I use Sangre de Toro wine for sangria, which sells for about $10 a bottle. I use the Betty Crocker recipe which uses just the wine and lime juice, orange juice, and sugar. It is delish!

I am looking for a baked bean recipe that uses 3 or 4 different kinds of beans -- a friend of a friend makes the most delicious baked beans like this but won't share her recipe. I know her recipe has navy beans and large limas. Can you help?

We have one right here in the recipe database. It's called, simply enough, Jim's BBQ Baked Beans, and it calls for three types of beans.

And they are awesome.

Jim, maybe I've missed it somewhere, but I see a lot of barbeque/smoking/grilling of beef and pork, but very little of lamb. I know lamb is a little different (as is veal) but do you have any suggestions for either smoking or barbequing lamb?? I assume just grilling wouldn't be difficult, unless you have some suggestions there, too. Thanks!!

    I would love to do an entire column on grilling and smoking lamb. I love it! For now, as we approach the end of the chat, let me just suggest a couple of quick things. 

    One, cut lamb into chunks, marinade it in olive oil, lemon, garlic, onion, herbs, and use for shish-kebob. 

    Two, bone a leg, rub it with lots of chopped fresh herbs (use a combination of rosemary, oregano, thyme, whatever you like), mixed with olive oil, garlic, and salt. Grill on each side over high heat for, oh, 7-10 minutes. Move over to the cool side and let smoke for about 20 minutes or so for med-rare. 

    Yeah, man!

Thanks for the answer. I wasn't following a specific recipe. I was just winging it. But my mind wandered b/c there is a "pulse" and "process" button on my FP. And I've seen recipes that say (e.g.) "about 6 one-second pulses" v. those that say "process for about 15 seconds until smooth" or whatever. So it was curiosity. And you've sated it. For now. Thanks.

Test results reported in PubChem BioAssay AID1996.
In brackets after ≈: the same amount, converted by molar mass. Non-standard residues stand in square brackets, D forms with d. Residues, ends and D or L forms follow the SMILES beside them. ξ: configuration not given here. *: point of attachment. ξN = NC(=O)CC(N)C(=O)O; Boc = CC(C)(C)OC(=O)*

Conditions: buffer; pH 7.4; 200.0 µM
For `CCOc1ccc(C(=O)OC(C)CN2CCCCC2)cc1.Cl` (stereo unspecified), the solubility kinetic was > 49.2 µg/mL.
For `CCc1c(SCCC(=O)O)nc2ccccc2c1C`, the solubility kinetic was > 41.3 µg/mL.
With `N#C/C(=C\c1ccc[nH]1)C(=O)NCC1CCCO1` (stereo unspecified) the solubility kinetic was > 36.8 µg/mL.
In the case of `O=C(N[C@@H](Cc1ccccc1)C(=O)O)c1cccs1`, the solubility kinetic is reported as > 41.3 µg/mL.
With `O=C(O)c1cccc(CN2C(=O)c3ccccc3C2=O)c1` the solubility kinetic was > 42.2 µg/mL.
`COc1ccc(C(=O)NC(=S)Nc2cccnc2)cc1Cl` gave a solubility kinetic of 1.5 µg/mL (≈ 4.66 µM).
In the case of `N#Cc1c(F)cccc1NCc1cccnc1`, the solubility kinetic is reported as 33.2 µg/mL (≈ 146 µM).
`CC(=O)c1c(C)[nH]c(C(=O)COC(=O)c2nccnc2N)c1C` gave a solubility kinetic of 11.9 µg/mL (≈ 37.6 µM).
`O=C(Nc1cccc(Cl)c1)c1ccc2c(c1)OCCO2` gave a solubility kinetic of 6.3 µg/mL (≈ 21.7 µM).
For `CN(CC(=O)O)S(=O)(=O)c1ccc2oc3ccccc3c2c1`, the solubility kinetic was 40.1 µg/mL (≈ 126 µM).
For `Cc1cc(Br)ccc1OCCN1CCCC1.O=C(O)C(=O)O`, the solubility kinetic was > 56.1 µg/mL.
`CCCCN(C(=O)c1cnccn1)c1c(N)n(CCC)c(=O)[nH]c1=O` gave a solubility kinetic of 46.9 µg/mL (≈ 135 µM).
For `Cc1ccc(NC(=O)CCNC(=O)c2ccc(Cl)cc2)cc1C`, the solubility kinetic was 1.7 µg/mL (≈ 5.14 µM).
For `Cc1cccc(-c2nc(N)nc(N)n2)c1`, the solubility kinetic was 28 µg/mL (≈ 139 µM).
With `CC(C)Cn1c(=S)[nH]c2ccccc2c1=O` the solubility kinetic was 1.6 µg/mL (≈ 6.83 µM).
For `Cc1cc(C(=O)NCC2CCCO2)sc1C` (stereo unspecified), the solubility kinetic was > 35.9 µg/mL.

So when you're selecting from your own cellar, what type of wine do you naturally gravitate towards (both white and red and dessert)?

I've found that most desserts are wine killers because they are too sweet. Sauternes and Champagne are usually ruined by dessert. For me, a ten or twenty year Tawny Porto can work well with dessert. Also Moscato d' Asti or Muscat de Beaumes de Venise. Often, a particularly fine sweet wine will be my dessert alone!

Please post recipes for your two favorite relatively simple (not too many ingredients) Gin and Bourbon drinks. Thank you

For me, The Gin Martini is hard to beat. I prefer the pre WW1 version which is 2/3 Plymouth Gin mixed with 1/3 Dolin dry Vermouth, along with a couple of dashes of Peychaud bitters.Stir in a shaker with ice and serve straight up with a Meyer lemon twist. Then repeat the process!

Negroni: equal parts gin, sweet vermouth, and Campari. Stir over ice, strain into cocktail glass. Garnish with orange peel.

Old Fashioned

This had me really stumped, but after much rumination, I'm guessing he meant ragu?

You are correct. Hal, my computer changed "Ragu" to "Argue"FOUR TIMES!

Well, you've removed our foil, basted us in beer and then left us alone for an hour, so you know what that means -- we're done!

Thanks for the great q's today, and to Rob, Jim and Jason for helping us give the a's. Hope you got some good tips!

For those of you who want to continue the BBQ talk, head on over to our Facebook chat, going from 1 to 1:30. Here's how to do it.

And now for the cookbook winner: It's the chatter who asked about seafood grill. You'll get "The Summer Shack Cookbook." Send your mailing info to editorial aide Tim Smith (smitht@washpost.com), and we'll get it to you.

Until next time, happy cooking, grilling, eating and reading.